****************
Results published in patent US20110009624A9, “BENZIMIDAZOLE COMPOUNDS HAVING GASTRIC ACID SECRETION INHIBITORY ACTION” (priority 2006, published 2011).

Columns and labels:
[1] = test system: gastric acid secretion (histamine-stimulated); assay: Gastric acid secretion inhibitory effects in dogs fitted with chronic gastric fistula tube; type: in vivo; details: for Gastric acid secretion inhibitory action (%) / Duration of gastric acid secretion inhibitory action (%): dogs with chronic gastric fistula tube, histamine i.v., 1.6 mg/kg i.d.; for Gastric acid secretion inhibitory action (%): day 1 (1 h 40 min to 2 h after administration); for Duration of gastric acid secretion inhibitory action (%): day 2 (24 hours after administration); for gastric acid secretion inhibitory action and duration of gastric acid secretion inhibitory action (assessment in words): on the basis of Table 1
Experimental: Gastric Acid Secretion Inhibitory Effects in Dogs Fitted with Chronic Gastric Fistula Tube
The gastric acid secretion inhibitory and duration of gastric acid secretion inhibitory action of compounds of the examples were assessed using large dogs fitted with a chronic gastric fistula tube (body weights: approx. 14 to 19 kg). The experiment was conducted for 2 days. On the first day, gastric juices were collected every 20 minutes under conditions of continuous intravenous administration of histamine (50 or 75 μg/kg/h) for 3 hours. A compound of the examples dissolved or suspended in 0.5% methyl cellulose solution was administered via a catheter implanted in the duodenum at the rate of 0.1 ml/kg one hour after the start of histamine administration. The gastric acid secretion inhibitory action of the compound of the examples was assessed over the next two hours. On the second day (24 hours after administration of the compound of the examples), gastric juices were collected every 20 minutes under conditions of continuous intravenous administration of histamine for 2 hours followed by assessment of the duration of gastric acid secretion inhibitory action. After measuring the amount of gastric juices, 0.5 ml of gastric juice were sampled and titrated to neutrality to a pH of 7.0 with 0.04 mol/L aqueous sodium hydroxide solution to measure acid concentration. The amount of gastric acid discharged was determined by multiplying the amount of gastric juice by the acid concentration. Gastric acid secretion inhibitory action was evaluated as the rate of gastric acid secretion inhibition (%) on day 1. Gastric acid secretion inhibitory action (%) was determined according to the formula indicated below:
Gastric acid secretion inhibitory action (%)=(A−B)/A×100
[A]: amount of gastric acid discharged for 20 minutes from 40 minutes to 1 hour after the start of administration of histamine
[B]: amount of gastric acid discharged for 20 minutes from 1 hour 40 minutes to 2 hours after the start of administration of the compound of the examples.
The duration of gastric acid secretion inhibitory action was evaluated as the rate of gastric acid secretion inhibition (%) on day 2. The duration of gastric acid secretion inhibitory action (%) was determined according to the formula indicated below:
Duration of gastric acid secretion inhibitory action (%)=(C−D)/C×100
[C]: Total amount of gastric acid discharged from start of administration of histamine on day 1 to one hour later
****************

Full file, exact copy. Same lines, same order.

Results published in patent US20110009624A9, “BENZIMIDAZOLE COMPOUNDS HAVING GASTRIC ACID SECRETION INHIBITORY ACTION” (priority 2006, published 2011).

Columns and labels:
[1] = test system: gastric acid secretion (histamine-stimulated); assay: Gastric acid secretion inhibitory effects in dogs fitted with chronic gastric fistula tube; type: in vivo; details: for Gastric acid secretion inhibitory action (%) / Duration of gastric acid secretion inhibitory action (%): dogs with chronic gastric fistula tube, histamine i.v., 1.6 mg/kg i.d.; for Gastric acid secretion inhibitory action (%): day 1 (1 h 40 min to 2 h after administration); for Duration of gastric acid secretion inhibitory action (%): day 2 (24 hours after administration); for gastric acid secretion inhibitory action and duration of gastric acid secretion inhibitory action (assessment in words): on the basis of Table 1
Experimental: Gastric Acid Secretion Inhibitory Effects in Dogs Fitted with Chronic Gastric Fistula Tube
The gastric acid secretion inhibitory and duration of gastric acid secretion inhibitory action of compounds of the examples were assessed using large dogs fitted with a chronic gastric fistula tube (body weights: approx. 14 to 19 kg). The experiment was conducted for 2 days. On the first day, gastric juices were collected every 20 minutes under conditions of continuous intravenous administration of histamine (50 or 75 μg/kg/h) for 3 hours. A compound of the examples dissolved or suspended in 0.5% methyl cellulose solution was administered via a catheter implanted in the duodenum at the rate of 0.1 ml/kg one hour after the start of histamine administration. The gastric acid secretion inhibitory action of the compound of the examples was assessed over the next two hours. On the second day (24 hours after administration of the compound of the examples), gastric juices were collected every 20 minutes under conditions of continuous intravenous administration of histamine for 2 hours followed by assessment of the duration of gastric acid secretion inhibitory action. After measuring the amount of gastric juices, 0.5 ml of gastric juice were sampled and titrated to neutrality to a pH of 7.0 with 0.04 mol/L aqueous sodium hydroxide solution to measure acid concentration. The amount of gastric acid discharged was determined by multiplying the amount of gastric juice by the acid concentration. Gastric acid secretion inhibitory action was evaluated as the rate of gastric acid secretion inhibition (%) on day 1. Gastric acid secretion inhibitory action (%) was determined according to the formula indicated below:
Gastric acid secretion inhibitory action (%)=(A−B)/A×100
[A]: amount of gastric acid discharged for 20 minutes from 40 minutes to 1 hour after the start of administration of histamine
[B]: amount of gastric acid discharged for 20 minutes from 1 hour 40 minutes to 2 hours after the start of administration of the compound of the examples.
The duration of gastric acid secretion inhibitory action was evaluated as the rate of gastric acid secretion inhibition (%) on day 2. The duration of gastric acid secretion inhibitory action (%) was determined according to the formula indicated below:
Duration of gastric acid secretion inhibitory action (%)=(C−D)/C×100
[C]: Total amount of gastric acid discharged from start of administration of histamine on day 1 to one hour later